Regional Reviews: Connecticut & the Berkshires
Also see Fred's review of An American in Paris
The appropriately bare stage with a mirrored backdrop (set design by Lief Smith) soon fills with dancers performing Michael Bennett and Bob Avian's original choreography brilliantly reproduced by Andrea Metchick. From the opening number, "I Hope I Get It," it is clear that this young cast has the razzle dazzle to put the show over wonderfully as a group, and are just as intriguing and fascinating as individuals.
The director/choreographer of the story, Zach (extremely well performed by Rich Goldstein), attempts to narrow his selection of dancers down to eight. As Cassie, Lindsay Johnson is quite touching in the book scenes and downright spectacular in her character's big song and dance number, "The Music and the Mirror." Also standing out is the vivacious and funny Cassie Carroll as Val, whose number, "Dance Ten, Looks Three," brings down the house. The handsome and sinewy Brendan Maly does wonders with "I Can Do That" and Oliva Grace Rivera is a powerhouse as Diana, both in her solo "Nothing" and leading the full company in a moving rendition of "What I Did for Love." In one of the showiest roles, Emily Frangipane is a terrific Sheila, making the most of the character's sharp lines and attitude. What's more, Frangipane is also great in the trio "At the Ballet," with Renee Sutherland and Jessica Rahrig also scoring, respectively, as Bebe and Maggie.
The entire company performs at the same high level, with Bonnie Gregson an extremely amusing Connie, and Matthew Casey a Bobby who can stop the show with just a raise of an eyebrow. Particularly memorable is Danny Burgos, who gives a shattering performance as Paul. His delivery of Paul's poignant monologue is enormously satisfying and touching.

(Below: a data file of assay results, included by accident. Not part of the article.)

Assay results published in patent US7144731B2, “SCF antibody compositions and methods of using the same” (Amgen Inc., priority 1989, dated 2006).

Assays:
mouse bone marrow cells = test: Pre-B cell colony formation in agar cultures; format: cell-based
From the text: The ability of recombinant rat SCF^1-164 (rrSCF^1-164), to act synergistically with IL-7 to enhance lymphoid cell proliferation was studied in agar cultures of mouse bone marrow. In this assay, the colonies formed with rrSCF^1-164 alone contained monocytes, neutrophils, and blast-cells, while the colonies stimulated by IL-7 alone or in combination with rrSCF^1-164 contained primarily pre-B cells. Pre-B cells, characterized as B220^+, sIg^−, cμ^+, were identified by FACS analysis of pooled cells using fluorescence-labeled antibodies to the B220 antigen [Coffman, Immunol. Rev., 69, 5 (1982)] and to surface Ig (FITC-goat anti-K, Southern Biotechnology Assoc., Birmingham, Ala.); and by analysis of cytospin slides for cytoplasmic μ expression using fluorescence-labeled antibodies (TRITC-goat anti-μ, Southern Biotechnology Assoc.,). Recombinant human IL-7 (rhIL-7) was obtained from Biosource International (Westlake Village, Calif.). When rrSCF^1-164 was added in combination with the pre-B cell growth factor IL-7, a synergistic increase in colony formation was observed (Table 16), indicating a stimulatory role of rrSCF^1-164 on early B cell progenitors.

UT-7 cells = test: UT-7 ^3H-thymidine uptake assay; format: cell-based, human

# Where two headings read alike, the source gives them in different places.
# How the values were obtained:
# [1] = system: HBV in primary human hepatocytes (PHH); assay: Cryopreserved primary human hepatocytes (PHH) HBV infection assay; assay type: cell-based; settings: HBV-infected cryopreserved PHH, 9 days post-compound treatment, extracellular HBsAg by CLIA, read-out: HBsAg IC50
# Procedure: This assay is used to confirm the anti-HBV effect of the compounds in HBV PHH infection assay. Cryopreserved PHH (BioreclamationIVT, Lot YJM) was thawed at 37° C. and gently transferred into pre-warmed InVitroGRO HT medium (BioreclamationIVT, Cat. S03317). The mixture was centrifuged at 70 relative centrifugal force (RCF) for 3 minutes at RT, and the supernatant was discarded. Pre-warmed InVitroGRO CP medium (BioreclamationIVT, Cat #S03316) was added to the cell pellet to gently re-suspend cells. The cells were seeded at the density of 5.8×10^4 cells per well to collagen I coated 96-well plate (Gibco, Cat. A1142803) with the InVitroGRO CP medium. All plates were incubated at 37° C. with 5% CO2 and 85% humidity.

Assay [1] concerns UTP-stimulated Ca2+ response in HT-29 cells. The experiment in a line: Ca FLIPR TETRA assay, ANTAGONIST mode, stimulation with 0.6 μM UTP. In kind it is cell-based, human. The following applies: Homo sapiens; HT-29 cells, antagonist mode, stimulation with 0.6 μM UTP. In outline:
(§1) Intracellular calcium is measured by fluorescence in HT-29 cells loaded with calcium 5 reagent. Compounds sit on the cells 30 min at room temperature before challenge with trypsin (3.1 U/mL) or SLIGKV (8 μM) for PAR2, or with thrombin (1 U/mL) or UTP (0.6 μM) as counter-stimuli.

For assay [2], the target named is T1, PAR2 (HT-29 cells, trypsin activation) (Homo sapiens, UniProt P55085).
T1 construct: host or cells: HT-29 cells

By the time the show gets to the finale, "One," with everyone in their gold costumes and truly moving as one, the force of their energy and precision is astonishing. Director Eli Newsom deserves a lot of credit for eliciting such amazing performances from his cast, and he is ably assisted by Phill Hill's haunting and incisive lighting design and musical director Clay Zambo's fabulous leading of the offstage orchestra.
Just about everything in Downtown Cabaret Theatre's smashing production of A Chorus Line comes together excellently and it is highly recommended for bringing more than a little bit of Broadway to Bridgeport, CT.
Performances of A Chorus Line continue at Downtown Cabaret Theatre in Bridgeport CT through December 11, 2016. For tickets, please visit www.dtcab.com or call the box office at 203-576-1636.